Talking Care With Parents

How to have conversations about support for aging loved ones.

ACCORDING TO STATISTICS CANADA, seniors are the fastest-growing age group in the Canadian population.1 Given longer life expectancies, many of us will have to care for an aging parent at some point, and providing and paying for that care can be a real concern. In fact, a recent survey found that nearly two-thirds of Canadians don't know how they'll manage the care and finances of their aging parents.2

To prepare for any eventuality, consider gathering family members together to talk about living situations and levels of care that will meet everyone's needs, as well as how to handle and finance that care. It may be an uncomfortable topic to discuss, but planning in advance can help avoid misunderstandings later.

Here are some suggestions to get the conversation started:

Involve family members from the beginning.

It's a good idea to include siblings and other family members in the conversation right from the start. Have open and regular discussions on how to manage costs associated with parents' care, and designate responsibilities. This way everyone has the chance to speak their mind and contribute to decision making.

Find out what your parents think.

Ask your parents what they want and where they want to live, and discuss what types of care may be needed. If they want to stay in their own home, can they afford and maintain it themselves? Will it need accessibility alterations (ramp, hand railings, etc.)? Consider including an independent third party in the conversation, such as a personal care worker or an advisor, to help everyone understand the practical, financial and emotional aspects of elder care.

Get familiar with your parents' finances.

Your parents have been managing their own money for many years, so this can be a sensitive topic. There may come a time, however, when it's necessary to learn about your parents' finances and help them get organized, so if and when it makes sense, offer your help to work with their advisor to do what's best for their financial needs.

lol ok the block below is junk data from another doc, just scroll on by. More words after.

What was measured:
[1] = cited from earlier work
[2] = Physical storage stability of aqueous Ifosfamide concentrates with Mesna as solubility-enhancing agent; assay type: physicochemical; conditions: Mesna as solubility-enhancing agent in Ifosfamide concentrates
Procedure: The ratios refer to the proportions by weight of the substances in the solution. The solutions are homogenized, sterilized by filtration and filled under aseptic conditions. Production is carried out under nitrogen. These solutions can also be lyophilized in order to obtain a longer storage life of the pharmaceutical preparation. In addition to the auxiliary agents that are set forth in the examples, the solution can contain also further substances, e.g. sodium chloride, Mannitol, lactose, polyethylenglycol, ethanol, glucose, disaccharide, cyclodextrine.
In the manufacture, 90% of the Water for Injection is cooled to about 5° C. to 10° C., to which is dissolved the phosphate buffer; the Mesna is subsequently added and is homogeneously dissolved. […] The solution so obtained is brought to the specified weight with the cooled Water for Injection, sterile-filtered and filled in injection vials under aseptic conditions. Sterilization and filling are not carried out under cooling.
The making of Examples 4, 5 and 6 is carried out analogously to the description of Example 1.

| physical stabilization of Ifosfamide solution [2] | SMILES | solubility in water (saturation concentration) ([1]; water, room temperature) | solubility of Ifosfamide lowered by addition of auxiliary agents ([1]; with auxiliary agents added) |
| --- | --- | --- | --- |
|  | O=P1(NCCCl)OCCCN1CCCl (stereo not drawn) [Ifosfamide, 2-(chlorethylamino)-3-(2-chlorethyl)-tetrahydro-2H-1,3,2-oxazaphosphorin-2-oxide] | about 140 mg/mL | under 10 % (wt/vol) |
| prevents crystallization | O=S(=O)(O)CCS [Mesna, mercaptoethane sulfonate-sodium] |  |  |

You'll also want to find out if your parents' will and/or estate plan is up to date. Do they have a power of attorney (referred to as a health care directive in some provinces) outlining their wishes for medical treatment, or a power of attorney for property authorizing someone to act on their behalf regarding their financial affairs?

Although it can be an uncomfortable topic to discuss, many of us will eventually have to manage the care and finances of elderly parents. With this in mind, the earlier you start the conversation, the better prepared your family can be. By taking advantage of various resources and including an advisor in the conversation, you can help ensure that your parents will receive the best care they can get if and when the time comes.

1 Statistics Canada - The Daily, Age and sex, and type of dwelling data: Key results from the 2016 Census. May 3, 2017.

2 Financial Post, Boomers should a formalize plans about how they want to be taken care of, because their kids aren't going to. April 27, 2017.

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